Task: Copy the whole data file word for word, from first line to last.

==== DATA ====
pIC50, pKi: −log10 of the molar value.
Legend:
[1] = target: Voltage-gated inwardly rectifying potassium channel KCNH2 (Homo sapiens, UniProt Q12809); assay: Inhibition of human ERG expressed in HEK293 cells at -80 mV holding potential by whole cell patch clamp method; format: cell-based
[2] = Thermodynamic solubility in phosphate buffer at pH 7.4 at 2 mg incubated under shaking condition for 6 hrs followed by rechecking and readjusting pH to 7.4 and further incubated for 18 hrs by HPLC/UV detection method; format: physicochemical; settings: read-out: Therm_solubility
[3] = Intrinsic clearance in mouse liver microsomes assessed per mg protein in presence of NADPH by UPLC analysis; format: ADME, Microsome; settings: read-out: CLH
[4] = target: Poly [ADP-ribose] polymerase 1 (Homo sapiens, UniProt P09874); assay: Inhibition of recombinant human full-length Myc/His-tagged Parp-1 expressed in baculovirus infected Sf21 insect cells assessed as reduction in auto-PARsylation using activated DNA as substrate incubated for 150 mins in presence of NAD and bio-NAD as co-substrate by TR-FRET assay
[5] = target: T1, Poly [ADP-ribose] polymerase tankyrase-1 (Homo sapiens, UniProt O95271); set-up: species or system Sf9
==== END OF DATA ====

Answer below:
pIC50, pKi: −log10 of the molar value.
Legend:
[1] = target: Voltage-gated inwardly rectifying potassium channel KCNH2 (Homo sapiens, UniProt Q12809); assay: Inhibition of human ERG expressed in HEK293 cells at -80 mV holding potential by whole cell patch clamp method; format: cell-based
[2] = Thermodynamic solubility in phosphate buffer at pH 7.4 at 2 mg incubated under shaking condition for 6 hrs followed by rechecking and readjusting pH to 7.4 and further incubated for 18 hrs by HPLC/UV detection method; format: physicochemical; settings: read-out: Therm_solubility
[3] = Intrinsic clearance in mouse liver microsomes assessed per mg protein in presence of NADPH by UPLC analysis; format: ADME, Microsome; settings: read-out: CLH
[4] = target: Poly [ADP-ribose] polymerase 1 (Homo sapiens, UniProt P09874); assay: Inhibition of recombinant human full-length Myc/His-tagged Parp-1 expressed in baculovirus infected Sf21 insect cells assessed as reduction in auto-PARsylation using activated DNA as substrate incubated for 150 mins in presence of NAD and bio-NAD as co-substrate by TR-FRET assay
[5] = target: T1, Poly [ADP-ribose] polymerase tankyrase-1 (Homo sapiens, UniProt O95271); set-up: species or system Sf9